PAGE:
There are many lessons that come to mind from this reading, but I want to focus on one that we might overlook. This woman who is called a sinner (the label of "sinner" was reserved for the worst offenders of the Jewish law) comes to Jesus weeping. In fact, so copious were her tears that they were sufficient to wash Jesus' feet. The context makes clear that these tears were because of her sins—tears of sorrow, remorse, and repentance. Her heart had been touched by the words or actions of Jesus, and it had been broken by the recognition of her many sins. She came to Jesus in repentance and humility, desiring to give honor to Jesus and receive mercy from Him. It is for this reason that Jesus looks upon her with compassion and forgives her many sins. What a blessing it is to know that, despite our many sins and shortcomings, we have a God and Savior who is willing to show mercy toward us and forgive us. Oh, that we might learn from the example of this sinner who was broken-hearted over her sin and came to Jesus with a repentant heart.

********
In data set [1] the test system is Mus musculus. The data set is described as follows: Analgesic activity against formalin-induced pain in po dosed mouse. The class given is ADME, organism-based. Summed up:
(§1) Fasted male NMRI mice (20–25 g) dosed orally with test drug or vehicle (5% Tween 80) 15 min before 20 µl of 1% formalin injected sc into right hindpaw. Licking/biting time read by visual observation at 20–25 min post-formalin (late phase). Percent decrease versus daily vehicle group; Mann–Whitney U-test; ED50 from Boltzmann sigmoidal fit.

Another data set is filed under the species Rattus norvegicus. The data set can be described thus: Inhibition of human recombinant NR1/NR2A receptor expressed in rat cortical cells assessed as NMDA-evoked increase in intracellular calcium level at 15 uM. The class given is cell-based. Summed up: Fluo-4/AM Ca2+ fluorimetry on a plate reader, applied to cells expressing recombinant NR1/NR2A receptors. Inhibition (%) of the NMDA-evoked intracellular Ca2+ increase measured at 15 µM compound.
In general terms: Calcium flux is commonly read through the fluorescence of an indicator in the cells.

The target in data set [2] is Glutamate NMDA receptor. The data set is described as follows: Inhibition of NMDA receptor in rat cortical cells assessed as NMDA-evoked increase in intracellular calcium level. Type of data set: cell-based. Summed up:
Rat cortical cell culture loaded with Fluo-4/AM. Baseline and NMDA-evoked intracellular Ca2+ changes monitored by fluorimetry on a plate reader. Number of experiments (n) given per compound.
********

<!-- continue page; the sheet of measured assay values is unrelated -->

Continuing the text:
Why should we be broken-hearted over sin?

Don’t forget to pray and have a great day!